Amazon book - Wildlife Friendly Plants: Make Your Garden a Haven for Beneficial Insects, Amphibians and Birds A crucial month for the wildlife that you feed.. Whether you feed birds, badgers, squirrels or hedgehogs, don`t stop because it is too cold to go outside. They will die because they have come to depend on you for their survival.. If you have fish in your pond and the water freezes due to low temperatures, ensure that a hole is left in the ice for the fish to get enough oxygen to survive..This is especially important with a shallow pond.. Never break the ice with a tool such as a hammer because the noise will shock the fish and kill them. Float a football on the water and that will bob about and provide a space that will not freeze over. 

Garden Furniture

This is an excellent time of year to paint or varnish your garden seats, benches or tubs.. Have a look in your local DIY store to see the wonderful range of paints and varnishes that are available.. And such vibrant colours!

If the weather is inclement, what better than a trip out to your favourite garden centre to see what`s new for 2005 and a coffee or lunch in their restaurant!

Happy gardening.    


I often hear the concerns and doubts of some older people who are thinking of building a garden pond now they have more time on their hands, so I have decided to do a mini series which will hopefully be quite useful for those hoping to plan a pond for next year.... 

The subject is a huge one, enough to fill a book, and I will obviously only scratch the surface. But hopefully it will help you decide whether to go ahead and have a garden pond, or settle for something less adventurous.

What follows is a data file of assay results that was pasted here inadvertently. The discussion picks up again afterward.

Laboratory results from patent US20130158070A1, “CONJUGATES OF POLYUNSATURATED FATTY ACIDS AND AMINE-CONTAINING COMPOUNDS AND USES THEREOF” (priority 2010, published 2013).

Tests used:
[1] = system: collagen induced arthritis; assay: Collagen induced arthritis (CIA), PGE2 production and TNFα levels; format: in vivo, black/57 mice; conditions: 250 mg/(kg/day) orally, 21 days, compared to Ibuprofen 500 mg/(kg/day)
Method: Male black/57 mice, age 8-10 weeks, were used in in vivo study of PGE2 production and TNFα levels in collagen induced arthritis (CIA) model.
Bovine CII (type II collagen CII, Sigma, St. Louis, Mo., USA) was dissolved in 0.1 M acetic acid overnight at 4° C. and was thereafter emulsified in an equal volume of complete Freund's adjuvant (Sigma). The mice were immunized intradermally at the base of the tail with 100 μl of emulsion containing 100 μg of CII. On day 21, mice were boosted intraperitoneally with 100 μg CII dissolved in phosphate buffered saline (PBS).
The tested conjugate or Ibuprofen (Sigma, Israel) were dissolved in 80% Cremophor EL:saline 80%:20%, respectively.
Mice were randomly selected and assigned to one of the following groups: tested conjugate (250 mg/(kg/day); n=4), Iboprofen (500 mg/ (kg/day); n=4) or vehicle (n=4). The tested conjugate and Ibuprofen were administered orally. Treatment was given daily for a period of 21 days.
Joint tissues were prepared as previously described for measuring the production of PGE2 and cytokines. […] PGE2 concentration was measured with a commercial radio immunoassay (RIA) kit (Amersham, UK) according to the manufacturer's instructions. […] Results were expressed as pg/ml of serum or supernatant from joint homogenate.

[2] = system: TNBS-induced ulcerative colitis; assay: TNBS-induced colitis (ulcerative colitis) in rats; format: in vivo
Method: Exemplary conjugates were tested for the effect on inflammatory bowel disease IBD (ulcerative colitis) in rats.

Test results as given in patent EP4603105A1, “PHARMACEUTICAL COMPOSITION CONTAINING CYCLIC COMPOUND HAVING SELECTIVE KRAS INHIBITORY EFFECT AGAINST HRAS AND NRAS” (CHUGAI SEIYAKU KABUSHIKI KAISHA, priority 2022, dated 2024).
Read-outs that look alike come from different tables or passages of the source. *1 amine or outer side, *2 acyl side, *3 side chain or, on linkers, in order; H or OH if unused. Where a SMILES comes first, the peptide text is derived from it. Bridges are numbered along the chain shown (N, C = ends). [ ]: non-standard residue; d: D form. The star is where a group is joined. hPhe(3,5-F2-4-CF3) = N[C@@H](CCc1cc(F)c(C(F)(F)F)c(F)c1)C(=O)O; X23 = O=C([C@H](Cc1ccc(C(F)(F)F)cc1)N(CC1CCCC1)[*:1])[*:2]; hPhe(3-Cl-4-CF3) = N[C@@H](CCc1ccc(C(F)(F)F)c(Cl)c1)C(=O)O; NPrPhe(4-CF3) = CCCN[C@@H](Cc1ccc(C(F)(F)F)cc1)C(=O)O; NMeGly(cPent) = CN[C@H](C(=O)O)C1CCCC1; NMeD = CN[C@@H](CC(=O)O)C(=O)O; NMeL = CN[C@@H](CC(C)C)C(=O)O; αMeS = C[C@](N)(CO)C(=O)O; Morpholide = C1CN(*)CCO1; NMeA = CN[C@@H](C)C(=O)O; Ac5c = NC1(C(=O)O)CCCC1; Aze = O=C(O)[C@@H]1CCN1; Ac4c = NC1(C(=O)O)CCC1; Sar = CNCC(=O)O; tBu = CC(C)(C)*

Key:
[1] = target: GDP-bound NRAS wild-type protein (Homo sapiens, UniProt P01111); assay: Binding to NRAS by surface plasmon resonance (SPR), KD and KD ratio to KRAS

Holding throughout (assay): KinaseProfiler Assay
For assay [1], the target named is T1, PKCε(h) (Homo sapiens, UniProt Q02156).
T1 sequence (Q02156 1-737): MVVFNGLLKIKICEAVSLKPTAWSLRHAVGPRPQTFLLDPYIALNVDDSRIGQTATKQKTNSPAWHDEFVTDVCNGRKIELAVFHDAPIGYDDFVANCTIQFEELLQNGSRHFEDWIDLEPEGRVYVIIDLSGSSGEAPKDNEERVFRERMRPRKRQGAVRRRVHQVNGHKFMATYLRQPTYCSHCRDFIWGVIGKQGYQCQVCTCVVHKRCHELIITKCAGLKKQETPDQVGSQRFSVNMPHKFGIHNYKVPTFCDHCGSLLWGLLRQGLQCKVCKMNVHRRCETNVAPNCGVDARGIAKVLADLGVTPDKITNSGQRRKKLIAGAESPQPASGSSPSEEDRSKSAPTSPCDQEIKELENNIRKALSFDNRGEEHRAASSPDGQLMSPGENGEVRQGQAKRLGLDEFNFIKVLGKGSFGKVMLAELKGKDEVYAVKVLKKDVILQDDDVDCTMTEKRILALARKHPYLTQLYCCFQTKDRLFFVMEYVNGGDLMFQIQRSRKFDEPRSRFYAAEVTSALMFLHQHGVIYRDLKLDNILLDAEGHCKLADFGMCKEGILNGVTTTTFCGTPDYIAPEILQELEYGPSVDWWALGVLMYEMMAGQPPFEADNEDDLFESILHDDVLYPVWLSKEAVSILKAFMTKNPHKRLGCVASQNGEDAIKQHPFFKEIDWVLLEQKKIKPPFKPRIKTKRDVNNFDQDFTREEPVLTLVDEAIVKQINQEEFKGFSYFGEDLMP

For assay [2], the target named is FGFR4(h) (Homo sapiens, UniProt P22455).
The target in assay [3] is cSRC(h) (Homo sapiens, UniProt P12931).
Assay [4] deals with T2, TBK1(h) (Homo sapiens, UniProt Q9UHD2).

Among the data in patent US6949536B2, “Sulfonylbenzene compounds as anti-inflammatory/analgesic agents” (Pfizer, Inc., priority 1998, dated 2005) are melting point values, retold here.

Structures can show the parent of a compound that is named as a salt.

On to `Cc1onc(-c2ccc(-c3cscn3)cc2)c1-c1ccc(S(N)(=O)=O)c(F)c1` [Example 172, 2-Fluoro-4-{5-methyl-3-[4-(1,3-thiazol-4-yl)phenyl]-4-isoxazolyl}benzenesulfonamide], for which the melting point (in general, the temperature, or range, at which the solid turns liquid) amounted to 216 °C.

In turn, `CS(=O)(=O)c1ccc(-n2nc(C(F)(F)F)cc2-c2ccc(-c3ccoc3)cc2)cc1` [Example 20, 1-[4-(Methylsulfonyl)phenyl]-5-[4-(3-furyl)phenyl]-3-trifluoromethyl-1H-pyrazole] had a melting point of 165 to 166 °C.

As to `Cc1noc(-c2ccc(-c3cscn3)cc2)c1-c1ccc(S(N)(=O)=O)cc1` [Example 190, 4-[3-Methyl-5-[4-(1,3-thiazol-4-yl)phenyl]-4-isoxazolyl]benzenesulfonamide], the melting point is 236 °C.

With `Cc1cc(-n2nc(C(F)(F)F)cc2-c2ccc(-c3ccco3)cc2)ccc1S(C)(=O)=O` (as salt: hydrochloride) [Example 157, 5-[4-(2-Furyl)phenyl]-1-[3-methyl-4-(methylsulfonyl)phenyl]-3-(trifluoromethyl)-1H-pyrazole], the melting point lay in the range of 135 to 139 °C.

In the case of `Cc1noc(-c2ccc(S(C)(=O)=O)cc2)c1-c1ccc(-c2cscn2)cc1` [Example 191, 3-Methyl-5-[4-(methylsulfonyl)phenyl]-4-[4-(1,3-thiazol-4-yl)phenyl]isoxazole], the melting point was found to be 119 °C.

Garden Ponds - Part one

Q:  Pond safety - will a pond be dangerous
for young children who visit?

Q:  Is there enough room in my garden for a pond?

Q:  Is there a suitable aspect in my garden for a pond? 

Garden Ponds - Part 2

Q:  Is pond maintenance time consuming?

Q:  What sort of garden pond should I have?

Q:  What pond accessories will I need?

Garden Ponds - Part 3

Q:  How much will a garden pond cost?

Q:  What fish/wildlife should I stock the pond with?

Q:  Would a water feature be safer and easier to maintain?



I sometimes get asked to recommend a website, and this is one of them.  A young but thriving business that I can thoroughly recommend..

Some great ideas for presents perhaps..



Some of your recent gardening queries

Keep the e-mails with your gardening problems coming Please tell me which country you live in as knowing the climate can help me solve your problem. A current email address is necessary as my replies to you are sometimes returned to me as undeliverable.. Whilst I have answered all your queries, due to computer problems there will be no January readers queries published... Instead I have put some information about yukkas on the usual page.


Thompson & Morgan 

You may obtain their free New 2005 Seed Catalogue by telephoning 01473 695224 and their website address is where full information is available on their product varieties and orders can be taken on-line. 

Laterlife is pleased to support the project below:-

Designed to stimulate the senses and provide a haven of peace, a place to chill-out and unwind from the stress of modern living. A garden designed specifically to be "Positive About Disabled People" and raise funds for people with Multiple Sclerosis.